British connoisseur and virtuoso, born in Amsterdam, where his family, of Scots descent, had resided and worked as merchants and bankers for several generations. An avid collector of antiques as well as modern Neo-Classical sculpture, he became an arbiter of taste by exhibiting his collections and publishing books on architecture and furniture including Household Furniture and Interior Decoration (1807), Costumes of the Ancients (1809), An Historical Essay on Architecture (1835), and Anastasius, or Memoirs of a Modern Greek, written at the Close of the Eighteenth Century (1819). A member of the Society of Dilettanti, he was asked to comment on James Wyatt's designs for Downing College, Cambridge, and published his opinions in Observations on the Plans and Elevations… for Downing College… (1804) which had the effect of discrediting the Roman Doric proposals in favour of the Greek Revival. The result was the building of Wilkins's College in a suitably Greek style, and Hope was established as a champion of modernity and judge of architecture.
Influenced by the example of his second cousin, Henry Hope (1735–1811), Hope designed two remarkable houses for his collections. At Duchess Street, Portland Place, London, he altered and enlarged (1799–1804, and 1819) a house designed by Robert Adam (demolished 1851), adding a picture-gallery decorated in a Neo-Classical style, a sculpture gallery, another picture-gallery in the Greek style, a Hindoo room, an Egyptian Revival room (with furniture in an extraordinarily powerful Graeco-Egyptian style designed by Hope), a Flaxman room, and various other rooms for the display of Greek vases. These interiors were published in Household Furniture (1807). Like Soane's house, the building was open to the public, and played no small part in popularizing Neo-Classicism (the picture-gallery was one of the earliest English interiors to be articulated with the Greek Doric Order). The other house was The Deepdene, near Dorking, Surrey, enlarged with the assistance of William Atkinson (c. 1773–1839) in 1818–19 and 1823 in an asymmetrical Picturesque yet Classical manner, and containing much Egyptian ornament, including a bed derived from published French sources. Many of Hope's designs were related to the Empire style of Percier and Fontaine.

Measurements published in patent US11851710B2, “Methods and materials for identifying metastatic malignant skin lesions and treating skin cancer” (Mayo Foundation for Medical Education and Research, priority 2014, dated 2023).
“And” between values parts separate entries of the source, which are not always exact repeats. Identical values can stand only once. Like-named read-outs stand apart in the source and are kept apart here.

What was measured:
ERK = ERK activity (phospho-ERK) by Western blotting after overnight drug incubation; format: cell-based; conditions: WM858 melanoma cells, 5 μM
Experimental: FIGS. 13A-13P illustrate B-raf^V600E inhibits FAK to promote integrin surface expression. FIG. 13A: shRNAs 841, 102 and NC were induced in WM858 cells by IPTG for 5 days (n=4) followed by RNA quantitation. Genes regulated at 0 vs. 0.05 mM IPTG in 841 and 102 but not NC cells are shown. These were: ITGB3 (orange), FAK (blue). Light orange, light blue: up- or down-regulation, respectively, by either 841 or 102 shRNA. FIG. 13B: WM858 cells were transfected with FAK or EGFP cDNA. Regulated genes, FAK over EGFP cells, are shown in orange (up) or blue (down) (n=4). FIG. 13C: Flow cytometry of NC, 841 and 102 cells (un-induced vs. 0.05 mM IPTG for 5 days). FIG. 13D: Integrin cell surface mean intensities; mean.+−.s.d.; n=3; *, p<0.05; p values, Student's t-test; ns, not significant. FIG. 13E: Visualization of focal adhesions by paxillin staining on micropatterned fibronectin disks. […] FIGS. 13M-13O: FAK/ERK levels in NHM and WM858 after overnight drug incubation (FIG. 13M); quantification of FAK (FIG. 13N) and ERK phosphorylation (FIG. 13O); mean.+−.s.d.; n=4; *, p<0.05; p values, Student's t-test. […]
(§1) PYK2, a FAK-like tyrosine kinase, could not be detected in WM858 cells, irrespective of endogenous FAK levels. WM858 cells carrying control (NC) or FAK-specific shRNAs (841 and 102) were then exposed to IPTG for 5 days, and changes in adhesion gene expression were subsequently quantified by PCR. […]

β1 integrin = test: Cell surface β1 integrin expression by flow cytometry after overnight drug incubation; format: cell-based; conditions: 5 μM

Apollo (Sept. 1987), 162–77;Colvin (1995);J. Curl (2005);Hope (1804, 1835, 1962, 1971);Oxford Dictionary of National Biography (2004);Jane Turner (1996);D. Watkin (1968)
Subjects: Architecture — Decorative Arts, Furniture, and Industrial Design.